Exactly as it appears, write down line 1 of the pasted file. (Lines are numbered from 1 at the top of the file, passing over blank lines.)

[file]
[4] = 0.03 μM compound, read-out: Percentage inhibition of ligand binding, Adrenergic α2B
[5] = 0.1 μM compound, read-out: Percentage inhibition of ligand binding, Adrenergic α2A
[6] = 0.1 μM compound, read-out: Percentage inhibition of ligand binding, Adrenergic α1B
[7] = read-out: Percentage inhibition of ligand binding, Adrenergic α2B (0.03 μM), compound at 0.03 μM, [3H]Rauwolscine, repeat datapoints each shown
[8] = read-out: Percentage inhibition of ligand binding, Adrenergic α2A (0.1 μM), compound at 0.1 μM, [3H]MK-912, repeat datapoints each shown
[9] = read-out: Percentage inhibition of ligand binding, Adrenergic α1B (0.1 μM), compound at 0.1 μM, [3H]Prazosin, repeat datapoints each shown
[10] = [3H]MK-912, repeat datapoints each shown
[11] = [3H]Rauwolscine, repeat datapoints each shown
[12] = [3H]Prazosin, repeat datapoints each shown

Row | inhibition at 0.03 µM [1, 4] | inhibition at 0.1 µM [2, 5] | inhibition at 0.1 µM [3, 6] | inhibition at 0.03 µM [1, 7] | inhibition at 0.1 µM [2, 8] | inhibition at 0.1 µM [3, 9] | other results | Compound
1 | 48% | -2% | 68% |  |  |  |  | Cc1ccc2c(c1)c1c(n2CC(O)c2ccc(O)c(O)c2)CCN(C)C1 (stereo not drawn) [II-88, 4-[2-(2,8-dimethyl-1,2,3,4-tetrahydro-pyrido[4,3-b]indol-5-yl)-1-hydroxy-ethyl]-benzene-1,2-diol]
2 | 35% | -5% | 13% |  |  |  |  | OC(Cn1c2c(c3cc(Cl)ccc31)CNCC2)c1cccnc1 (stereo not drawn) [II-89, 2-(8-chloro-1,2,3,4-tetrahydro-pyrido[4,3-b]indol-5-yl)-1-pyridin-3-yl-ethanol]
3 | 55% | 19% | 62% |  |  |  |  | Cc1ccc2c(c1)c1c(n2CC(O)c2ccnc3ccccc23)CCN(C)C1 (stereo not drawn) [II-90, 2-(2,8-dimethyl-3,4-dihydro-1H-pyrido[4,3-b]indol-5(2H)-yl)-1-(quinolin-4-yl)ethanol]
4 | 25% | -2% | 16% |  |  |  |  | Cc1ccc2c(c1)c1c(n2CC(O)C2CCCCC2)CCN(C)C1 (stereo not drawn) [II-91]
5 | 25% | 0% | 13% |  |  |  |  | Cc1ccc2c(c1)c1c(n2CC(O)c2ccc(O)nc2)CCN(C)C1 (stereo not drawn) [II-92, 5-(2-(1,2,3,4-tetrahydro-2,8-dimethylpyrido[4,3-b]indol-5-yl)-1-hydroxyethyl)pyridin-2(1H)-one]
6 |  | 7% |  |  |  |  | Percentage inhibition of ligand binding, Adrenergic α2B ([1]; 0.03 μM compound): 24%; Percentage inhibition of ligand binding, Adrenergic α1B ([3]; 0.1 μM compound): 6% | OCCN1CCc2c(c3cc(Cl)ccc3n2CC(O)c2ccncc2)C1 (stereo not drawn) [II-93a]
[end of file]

[4] = 0.03 μM compound, read-out: Percentage inhibition of ligand binding, Adrenergic α2B